John Kyle showed up at the Gaborone Airport on Monday, March 4th, 2013. It was his first visit to southern Africa and our first visitor from the states. He was staying with us for a week and we were going to show him a bit of our daily lives and how we are living over here in Africa.
One of the nice things about him coming was that while a PCV is on official leave, we are allowed to drive. Our American friends Ben and Rita were in Malta for a few weeks and we agreed to watch their really nice house with the swimming pool and their 4 dogs, kind of in exchange for using their car for a week. So I got to drive all over town and use the car to run errands and other fun things that we could never do otherwise.
We picked JK up at the airport and took him around town showing him our offices, schools, bus routes, shopping areas and all the other stuff that we thought would give him a little taste of our local lives here.
Our house and our village and our lives in general are significantly easier and more pleasant that the vast majority of our PCV counterparts. Our village has 5 grocery stores, 8 hardware stores and is generally considered quite advanced for Africa. We have consistent running water and electricity, whereas most of the other PCVs do not.
So, to be quite sure that he did not leave here thinking that the Peace Corps was all more like a 2 ½ year summer camp in Michigan, we arranged for him to spend a couple days with one of our good friends, Supriya. She lives in a very small remote village about 45 minutes away with no running water and electricity that is off more than it is on.
My mom had sent me a few hundred US dollars a while back and asked that it be used to buy clothing and shoes for the endless number of children in need. This was a perfect opportunity to kill two birds with one stone, so we met Supriya in our village and took my mom’s money and went shopping. We bought a car full of all kinds of clothing and shoes for kids and drove it up to her village, where we were greeted by the 580 kids at her school, all anxiously awaiting our special arrival. We had decided to take our two little dogs with us too, and when the kids saw the dogs it was pandemonium. They were captivated and drawn to the dogs with excitement while at the same time afraid of getting too close.
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We dropped off all the clothing and John Kyle and made sure he had some money, a cell phone and some emergency numbers and bid him fare well for the next 24 hours. The next day, after helping to hand out the clothing and shoes to many overly excited children, he managed to make his way back to our house via several hitches, Khombis and taxis. I was impressed with his lack of fear of this foreign travel and his resourcefulness.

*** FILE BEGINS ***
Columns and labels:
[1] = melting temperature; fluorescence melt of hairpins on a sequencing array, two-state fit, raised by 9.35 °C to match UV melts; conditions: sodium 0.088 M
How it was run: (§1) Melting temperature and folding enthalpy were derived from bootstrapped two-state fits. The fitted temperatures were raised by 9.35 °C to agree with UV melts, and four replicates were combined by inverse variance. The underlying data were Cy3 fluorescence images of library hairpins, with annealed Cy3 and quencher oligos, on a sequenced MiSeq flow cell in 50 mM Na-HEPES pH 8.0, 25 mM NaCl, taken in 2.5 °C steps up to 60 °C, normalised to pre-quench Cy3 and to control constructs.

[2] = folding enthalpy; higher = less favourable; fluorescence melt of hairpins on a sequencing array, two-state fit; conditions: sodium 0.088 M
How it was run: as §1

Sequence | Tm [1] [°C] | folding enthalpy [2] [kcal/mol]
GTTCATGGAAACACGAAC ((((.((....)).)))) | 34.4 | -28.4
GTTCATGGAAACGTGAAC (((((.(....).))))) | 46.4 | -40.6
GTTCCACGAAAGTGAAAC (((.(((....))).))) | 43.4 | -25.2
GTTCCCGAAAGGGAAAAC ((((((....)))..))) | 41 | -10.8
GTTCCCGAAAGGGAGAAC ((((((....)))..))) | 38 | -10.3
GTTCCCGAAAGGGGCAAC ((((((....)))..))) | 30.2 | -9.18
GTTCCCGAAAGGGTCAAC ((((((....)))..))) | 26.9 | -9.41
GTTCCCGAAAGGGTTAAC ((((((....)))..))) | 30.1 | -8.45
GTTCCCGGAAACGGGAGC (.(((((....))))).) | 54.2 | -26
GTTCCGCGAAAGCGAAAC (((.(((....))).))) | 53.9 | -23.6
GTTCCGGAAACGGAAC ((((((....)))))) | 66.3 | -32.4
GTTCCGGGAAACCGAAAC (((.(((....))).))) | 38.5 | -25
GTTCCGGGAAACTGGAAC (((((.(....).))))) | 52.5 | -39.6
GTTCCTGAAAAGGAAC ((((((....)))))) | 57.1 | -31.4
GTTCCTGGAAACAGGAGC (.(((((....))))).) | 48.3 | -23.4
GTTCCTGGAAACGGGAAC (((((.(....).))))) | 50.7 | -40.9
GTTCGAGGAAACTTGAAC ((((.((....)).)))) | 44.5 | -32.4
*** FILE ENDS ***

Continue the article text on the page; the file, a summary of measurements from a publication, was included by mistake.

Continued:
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We spent the next few days mostly driving around our area visiting some of the more interesting sights. We visited some friends in Thamaga, another village that had some really cool boulder hills and tried to have lunch at a scenic Resturant in Gabane, but they did not have any food on a Saturday at 1:00 pm. After stopping at several other places we finally found some lunch at 5:00 pm. Welcome to Africa.
Next we went to the Mokolodi Game Reserve. This is a small Game Reserve that is located just outside the city of Gaborone. It is not a real “African Safari”, however for those on a budget of either time or money, it is quite nice and they do their best to make you feel like you are really out in the bush. As it turned out, it was quite fine with a verycool “zoo” that included some cool snakes and other animals, followed by a Guided Safari. We saw quite a good variety of African animals!
On the side of the roads there were many Dung Beetles. These are rather large beetles that gather chunks of animal dung and roll them around. Not really sure where they take them, but the result is an almost perfectly round ball of dung being pushed by these curious beetles. Sometimes the balls are the sizes of melons and its pretty amazing! They push the balls with their front feet (?) and then switch to turning upside down and pushing with their back feet. Its quite fascinating!
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We had a nice pair of Binoculars with us and John Kyle came up with the clever idea of using his camera up against the Binoculars to take closer up pictures. He also captures a cool lightening shot from our car:
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While we saw lots of cool animals there, we did not see any Rhinos, so the next day we drove 4 hours to Serowe were the Khama Rhino Reserve is and stayed overnight there in a little A-frame chalet. Our friend Nate went with us and we met our other friends Brandon and Cassie. Nate and John Kyle had a little competition to see who could make a fire with no matches! After more than an hours effort they ended up collaborating and they eventually did produce a lot of smoke and some very hot wood.
We went on a guided game drive there and saw all kinds of fun animals but no Rhinos. Quite disappointing. However, as we were leaving we decided to take a quick drive around the sandy roads in our own car and see what we could see. We saw 15 rhinos! It was very exciting and satisfying and a great end to that little part of our vacation.